Though ambiguity still rules the economic future, a consensus is forming that recovery will be a long, slow process. Experts from academia to governments are doing their best to clear the fog in their crystal balls but few hard and fast answers can be found.
That said, there are some interesting insights appearing. In a recent interview with Knowledge@Wharton, Jeremy Siegel, a finance professor at Wharton, noted that demand in several sectors is starting to show signs of increasing.
But don’t expect a huge jump in the near future, Siegel advises. Industries like housing and automotive have been battered. So even though we’ve likely hit the bottom – Siegel expects May, June or July to be declared the official bottom – we still have a long way to climb before we can say things are good again. (Read the interview with Siegel here.).
At the same time, the International Monetary Fund is showing a little more optimism about recovery now than it did in April. In its latest World Economic Outlook, the IMF forecast the global economy to grow 2.5% in 2010, up from its earlier prediction of 1.9%.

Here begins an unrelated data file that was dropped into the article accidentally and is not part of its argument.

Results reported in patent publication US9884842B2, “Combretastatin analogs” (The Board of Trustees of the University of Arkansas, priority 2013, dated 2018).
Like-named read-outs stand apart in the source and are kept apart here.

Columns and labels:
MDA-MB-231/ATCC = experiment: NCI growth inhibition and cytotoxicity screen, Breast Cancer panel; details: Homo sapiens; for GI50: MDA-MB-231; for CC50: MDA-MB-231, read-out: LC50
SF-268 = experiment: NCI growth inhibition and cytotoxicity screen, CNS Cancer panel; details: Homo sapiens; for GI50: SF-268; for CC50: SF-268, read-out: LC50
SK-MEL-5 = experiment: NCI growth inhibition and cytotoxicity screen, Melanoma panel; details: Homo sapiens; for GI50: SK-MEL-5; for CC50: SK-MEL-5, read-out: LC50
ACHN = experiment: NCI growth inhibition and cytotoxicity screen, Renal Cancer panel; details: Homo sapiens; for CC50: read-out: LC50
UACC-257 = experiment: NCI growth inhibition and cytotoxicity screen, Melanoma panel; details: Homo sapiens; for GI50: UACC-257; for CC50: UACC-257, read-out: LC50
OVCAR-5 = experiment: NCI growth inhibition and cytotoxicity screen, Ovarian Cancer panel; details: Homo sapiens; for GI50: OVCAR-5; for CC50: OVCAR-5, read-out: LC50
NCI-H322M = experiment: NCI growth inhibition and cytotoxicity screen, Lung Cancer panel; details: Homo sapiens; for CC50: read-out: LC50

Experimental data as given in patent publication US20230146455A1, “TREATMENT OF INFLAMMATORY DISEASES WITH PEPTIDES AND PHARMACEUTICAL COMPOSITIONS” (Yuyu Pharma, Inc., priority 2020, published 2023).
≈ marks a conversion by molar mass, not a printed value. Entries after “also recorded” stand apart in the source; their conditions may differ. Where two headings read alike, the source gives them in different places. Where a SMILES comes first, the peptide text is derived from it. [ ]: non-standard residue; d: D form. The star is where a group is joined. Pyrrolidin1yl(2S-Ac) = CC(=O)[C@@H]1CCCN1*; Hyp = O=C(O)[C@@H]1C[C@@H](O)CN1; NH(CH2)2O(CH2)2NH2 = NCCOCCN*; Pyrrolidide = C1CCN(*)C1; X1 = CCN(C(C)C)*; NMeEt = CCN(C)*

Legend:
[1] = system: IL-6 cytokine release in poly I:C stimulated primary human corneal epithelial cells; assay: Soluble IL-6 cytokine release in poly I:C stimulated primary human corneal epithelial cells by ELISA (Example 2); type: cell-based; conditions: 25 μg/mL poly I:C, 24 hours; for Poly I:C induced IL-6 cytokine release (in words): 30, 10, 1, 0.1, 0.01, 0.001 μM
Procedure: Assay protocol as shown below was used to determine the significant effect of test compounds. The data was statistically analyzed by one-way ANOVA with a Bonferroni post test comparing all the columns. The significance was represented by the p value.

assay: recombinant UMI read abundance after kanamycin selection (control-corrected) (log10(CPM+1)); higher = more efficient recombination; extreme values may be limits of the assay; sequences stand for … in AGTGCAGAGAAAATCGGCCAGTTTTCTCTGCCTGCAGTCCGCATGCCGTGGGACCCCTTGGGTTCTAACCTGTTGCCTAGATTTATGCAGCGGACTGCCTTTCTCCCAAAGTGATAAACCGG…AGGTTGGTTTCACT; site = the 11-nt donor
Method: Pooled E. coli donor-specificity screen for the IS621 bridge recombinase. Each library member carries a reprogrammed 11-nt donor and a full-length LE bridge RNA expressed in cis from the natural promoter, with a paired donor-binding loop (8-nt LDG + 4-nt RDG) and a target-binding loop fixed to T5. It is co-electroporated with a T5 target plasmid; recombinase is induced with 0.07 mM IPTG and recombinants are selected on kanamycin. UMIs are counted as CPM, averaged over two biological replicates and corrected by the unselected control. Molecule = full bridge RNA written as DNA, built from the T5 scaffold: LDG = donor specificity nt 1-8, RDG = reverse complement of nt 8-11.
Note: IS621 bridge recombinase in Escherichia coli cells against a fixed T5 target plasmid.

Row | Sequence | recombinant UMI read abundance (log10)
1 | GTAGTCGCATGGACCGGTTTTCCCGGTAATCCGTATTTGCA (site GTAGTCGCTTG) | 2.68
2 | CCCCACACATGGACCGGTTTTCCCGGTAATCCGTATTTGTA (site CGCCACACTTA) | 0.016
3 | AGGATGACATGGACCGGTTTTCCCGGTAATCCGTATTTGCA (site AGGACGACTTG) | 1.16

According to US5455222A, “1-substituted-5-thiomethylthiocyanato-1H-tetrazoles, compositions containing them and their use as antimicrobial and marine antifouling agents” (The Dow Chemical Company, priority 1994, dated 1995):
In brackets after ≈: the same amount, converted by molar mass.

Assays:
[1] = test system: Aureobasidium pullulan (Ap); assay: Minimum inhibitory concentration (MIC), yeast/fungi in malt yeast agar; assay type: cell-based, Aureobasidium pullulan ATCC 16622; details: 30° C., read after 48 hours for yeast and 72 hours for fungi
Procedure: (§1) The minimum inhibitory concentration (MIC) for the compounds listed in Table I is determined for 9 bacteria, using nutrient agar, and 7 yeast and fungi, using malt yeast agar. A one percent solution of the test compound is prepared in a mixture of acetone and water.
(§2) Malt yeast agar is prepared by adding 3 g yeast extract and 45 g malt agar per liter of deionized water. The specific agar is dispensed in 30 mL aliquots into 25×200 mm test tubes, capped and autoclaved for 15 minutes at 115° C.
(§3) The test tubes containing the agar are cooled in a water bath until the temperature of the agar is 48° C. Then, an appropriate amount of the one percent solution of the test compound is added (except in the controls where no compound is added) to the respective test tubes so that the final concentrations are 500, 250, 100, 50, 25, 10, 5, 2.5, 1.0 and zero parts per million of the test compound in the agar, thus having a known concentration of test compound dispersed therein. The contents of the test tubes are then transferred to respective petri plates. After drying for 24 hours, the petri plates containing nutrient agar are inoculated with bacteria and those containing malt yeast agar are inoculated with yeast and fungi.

The only thing certain about the economy at the moment is the uncertainty we have about what recovery will look like, an issue that Pembroke Consulting’s Adam Fein addressed in a recent blog.
While he agrees the most likely scenario is for a "U-shaped" recovery, he’s also seeing some potentially troubling signs, as well. He says: "I believe there is a credible scenario developing for unexpectedly rapid growth in 2010/2011 – a ‘V-shaped’ recovery that could sow the seeds for much bigger problems because this scenario carries a significant chance of inflation."
As such, the worst may be over, but that doesn’t mean that things are settling down. We may still hit speed bumps, but most analysts seem to agree the economy is beginning its upward trend."